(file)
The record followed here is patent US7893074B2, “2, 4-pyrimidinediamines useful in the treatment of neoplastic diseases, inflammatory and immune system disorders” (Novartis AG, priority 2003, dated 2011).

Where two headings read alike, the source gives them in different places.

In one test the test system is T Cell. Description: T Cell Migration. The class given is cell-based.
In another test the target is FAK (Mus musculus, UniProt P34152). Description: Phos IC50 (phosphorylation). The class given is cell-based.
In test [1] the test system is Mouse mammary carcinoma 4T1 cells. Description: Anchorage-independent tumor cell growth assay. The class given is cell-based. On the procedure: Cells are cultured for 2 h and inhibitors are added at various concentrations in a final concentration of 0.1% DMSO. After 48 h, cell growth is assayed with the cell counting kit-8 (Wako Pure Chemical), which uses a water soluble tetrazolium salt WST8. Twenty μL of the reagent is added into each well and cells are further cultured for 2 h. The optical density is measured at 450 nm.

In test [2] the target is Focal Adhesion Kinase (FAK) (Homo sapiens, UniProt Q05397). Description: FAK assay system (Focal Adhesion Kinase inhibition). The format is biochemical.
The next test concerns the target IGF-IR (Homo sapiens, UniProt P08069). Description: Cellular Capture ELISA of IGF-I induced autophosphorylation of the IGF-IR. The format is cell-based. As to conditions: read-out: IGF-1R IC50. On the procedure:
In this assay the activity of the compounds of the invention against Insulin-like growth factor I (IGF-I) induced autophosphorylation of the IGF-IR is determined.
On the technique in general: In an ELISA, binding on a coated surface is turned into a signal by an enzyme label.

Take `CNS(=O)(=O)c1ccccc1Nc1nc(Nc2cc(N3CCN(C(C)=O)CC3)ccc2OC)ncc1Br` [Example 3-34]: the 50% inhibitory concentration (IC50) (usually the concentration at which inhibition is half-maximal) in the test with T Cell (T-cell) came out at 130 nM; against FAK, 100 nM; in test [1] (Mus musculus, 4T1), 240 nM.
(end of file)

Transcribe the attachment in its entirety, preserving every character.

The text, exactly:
The record followed here is patent US7893074B2, “2, 4-pyrimidinediamines useful in the treatment of neoplastic diseases, inflammatory and immune system disorders” (Novartis AG, priority 2003, dated 2011).

Where two headings read alike, the source gives them in different places.

In one test the test system is T Cell. Description: T Cell Migration. The class given is cell-based.
In another test the target is FAK (Mus musculus, UniProt P34152). Description: Phos IC50 (phosphorylation). The class given is cell-based.
In test [1] the test system is Mouse mammary carcinoma 4T1 cells. Description: Anchorage-independent tumor cell growth assay. The class given is cell-based. On the procedure: Cells are cultured for 2 h and inhibitors are added at various concentrations in a final concentration of 0.1% DMSO. After 48 h, cell growth is assayed with the cell counting kit-8 (Wako Pure Chemical), which uses a water soluble tetrazolium salt WST8. Twenty μL of the reagent is added into each well and cells are further cultured for 2 h. The optical density is measured at 450 nm.

In test [2] the target is Focal Adhesion Kinase (FAK) (Homo sapiens, UniProt Q05397). Description: FAK assay system (Focal Adhesion Kinase inhibition). The format is biochemical.
The next test concerns the target IGF-IR (Homo sapiens, UniProt P08069). Description: Cellular Capture ELISA of IGF-I induced autophosphorylation of the IGF-IR. The format is cell-based. As to conditions: read-out: IGF-1R IC50. On the procedure:
In this assay the activity of the compounds of the invention against Insulin-like growth factor I (IGF-I) induced autophosphorylation of the IGF-IR is determined.
On the technique in general: In an ELISA, binding on a coated surface is turned into a signal by an enzyme label.

Take `CNS(=O)(=O)c1ccccc1Nc1nc(Nc2cc(N3CCN(C(C)=O)CC3)ccc2OC)ncc1Br` [Example 3-34]: the 50% inhibitory concentration (IC50) (usually the concentration at which inhibition is half-maximal) in the test with T Cell (T-cell) came out at 130 nM; against FAK, 100 nM; in test [1] (Mus musculus, 4T1), 240 nM.